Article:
Feeds

Ronnie Biggs makes crime pay. With T-shirts

Banged up back in Blighty but online merchandising continues

  • alert
  • submit to reddit

Secure remote control for conventional and virtual desktops

The Great Train robber Ronnie Biggs, who arrived back in the UK four days ago after 36 years on the run, is trying to make ends meet by selling autographed T-shirts, baseball caps and photographs off his Web site.

Mr Biggs, 71, set up the Web site last year in the hope of getting his version of events to a wider audience and of course make some money because expensive medical bills were crippling him. Finally, Biggs, after a third stroke, returned to the UK - where he was instantly arrested and jailed - in order to benefit from free NHS healthcare.

The site, www.ronniebiggs.com, contains a history of Ronnie, a guide to Rio de Janeiro and Biggsy's Boutique. Here you can buy a baseball cap with a ronniebiggs.com logo for $20, a "I know someone who went to Brazil and met Ronnie Biggs… honest!" T-shirt for $30 or a photo of Ronnie holding his book and wearing a Brazilian football shirt for $25.

And for just $5, Ronnie will sign any of the above too.

Hopefully before he left for the UK, he managed to sign a few hundred of each or he may find this small revenue stream drying up. What with being in jail an' all.

Ronnie Biggs became internationally renowned when in 1963, as one of 16 men, he managed to rob a Royal Mail train and flee with £2.6 million - the biggest ever haul at the time. Caught and sentenced to 30 years, Ronnie then broke out of a maximum security prison in London after serving just 15 months. He underwent plastic surgery, fled to Australia and then to Brazil in 1970 where he has remained until four days ago.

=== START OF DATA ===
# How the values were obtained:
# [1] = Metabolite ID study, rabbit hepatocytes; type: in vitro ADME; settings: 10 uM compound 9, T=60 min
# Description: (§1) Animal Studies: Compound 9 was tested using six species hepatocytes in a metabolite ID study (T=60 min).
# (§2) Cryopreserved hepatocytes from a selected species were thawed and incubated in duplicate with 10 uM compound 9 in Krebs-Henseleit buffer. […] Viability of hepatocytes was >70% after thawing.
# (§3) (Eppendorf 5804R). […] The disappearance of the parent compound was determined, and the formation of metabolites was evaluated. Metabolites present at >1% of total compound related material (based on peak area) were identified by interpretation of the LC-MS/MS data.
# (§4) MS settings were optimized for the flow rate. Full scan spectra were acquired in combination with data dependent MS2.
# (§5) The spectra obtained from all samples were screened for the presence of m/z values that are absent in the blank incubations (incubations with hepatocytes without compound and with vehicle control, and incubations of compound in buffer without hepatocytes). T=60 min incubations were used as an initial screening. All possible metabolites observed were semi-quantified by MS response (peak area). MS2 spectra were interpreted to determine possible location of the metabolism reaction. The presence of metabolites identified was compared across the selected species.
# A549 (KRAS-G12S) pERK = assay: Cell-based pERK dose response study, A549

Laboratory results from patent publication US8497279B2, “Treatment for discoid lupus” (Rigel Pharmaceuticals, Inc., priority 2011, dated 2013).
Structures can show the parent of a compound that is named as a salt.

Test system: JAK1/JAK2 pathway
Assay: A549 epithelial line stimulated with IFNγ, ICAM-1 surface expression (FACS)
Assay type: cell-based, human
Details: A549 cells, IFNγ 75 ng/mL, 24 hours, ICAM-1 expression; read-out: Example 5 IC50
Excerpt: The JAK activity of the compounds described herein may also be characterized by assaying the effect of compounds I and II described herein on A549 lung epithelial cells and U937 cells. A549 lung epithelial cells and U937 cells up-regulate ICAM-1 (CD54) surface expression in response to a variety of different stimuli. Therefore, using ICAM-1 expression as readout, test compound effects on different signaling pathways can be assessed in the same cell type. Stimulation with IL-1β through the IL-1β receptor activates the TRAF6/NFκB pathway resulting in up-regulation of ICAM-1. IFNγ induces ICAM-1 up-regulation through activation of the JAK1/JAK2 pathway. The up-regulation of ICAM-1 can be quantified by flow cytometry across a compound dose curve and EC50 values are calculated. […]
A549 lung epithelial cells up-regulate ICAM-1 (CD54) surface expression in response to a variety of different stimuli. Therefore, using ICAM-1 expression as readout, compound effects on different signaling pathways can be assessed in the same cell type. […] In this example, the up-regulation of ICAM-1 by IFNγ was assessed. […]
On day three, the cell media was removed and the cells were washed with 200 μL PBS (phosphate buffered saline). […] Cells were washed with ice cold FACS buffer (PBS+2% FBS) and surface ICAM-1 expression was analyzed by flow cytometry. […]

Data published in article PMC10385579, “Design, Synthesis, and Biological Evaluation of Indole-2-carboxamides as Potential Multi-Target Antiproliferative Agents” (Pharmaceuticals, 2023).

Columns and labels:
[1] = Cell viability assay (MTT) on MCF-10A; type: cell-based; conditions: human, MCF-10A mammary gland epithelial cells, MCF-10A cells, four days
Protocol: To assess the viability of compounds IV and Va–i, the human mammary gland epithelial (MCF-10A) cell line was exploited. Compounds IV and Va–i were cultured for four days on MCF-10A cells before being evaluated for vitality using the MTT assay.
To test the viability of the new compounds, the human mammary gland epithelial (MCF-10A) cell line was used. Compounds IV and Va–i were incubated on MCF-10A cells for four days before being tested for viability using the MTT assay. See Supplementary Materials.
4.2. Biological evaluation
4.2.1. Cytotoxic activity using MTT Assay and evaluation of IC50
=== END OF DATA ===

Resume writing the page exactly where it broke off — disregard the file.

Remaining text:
There was even controversy over Ronnie's acquisition of the RonnieBiggs.com domain name. It was registered by serial cybersquatter John Pepin and put up for sale for £5,000. John then received a phone call from Ronnie's son Mike who asked if John would like to make a gift of the name to Mr Biggs. John agreed. ®

Related Story
Cybersquatter? Not me, says owner of Greatdomainrobbery

Secure remote control for conventional and virtual desktops

More from The Register

next story
Phones 4u slips into administration after EE cuts ties with Brit mobe retailer
More than 5,500 jobs could be axed if rescue mission fails
Israeli spies rebel over mass-snooping on innocent Palestinians
'Disciplinary treatment will be sharp and clear' vow spy-chiefs
Apple CEO Tim Cook: TV is TERRIBLE and stuck in the 1970s
The iKing thinks telly is far too fiddly and ugly – basically, iTunes
Huawei ditches new Windows Phone mobe plans, blames poor sales
Giganto mobe firm slams door shut on Microsoft. OH DEAR
Phones 4u website DIES as wounded mobe retailer struggles to stay above water
Founder blames 'ruthless network partners' for implosion
Found inside ISIS terror chap's laptop: CELINE DION tunes
REPORT: Stash of terrorist material found in Syria Dell box
Show us your Five-Eyes SECRETS says Privacy International
Refusal to disclose GCHQ canteen menus and prices triggers Euro Human Rights Court action
prev story

Whitepapers

Secure remote control for conventional and virtual desktops
Balancing user privacy and privileged access, in accordance with compliance frameworks and legislation. Evaluating any potential remote control choice.
Saudi Petroleum chooses Tegile storage solution
A storage solution that addresses company growth and performance for business-critical applications of caseware archive and search along with other key operational systems.
High Performance for All
While HPC is not new, it has traditionally been seen as a specialist area – is it now geared up to meet more mainstream requirements?
Security for virtualized datacentres
Legacy security solutions are inefficient due to the architectural differences between physical and virtual environments.
Providing a secure and efficient Helpdesk
A single remote control platform for user support is be key to providing an efficient helpdesk. Retain full control over the way in which screen and keystroke data is transmitted.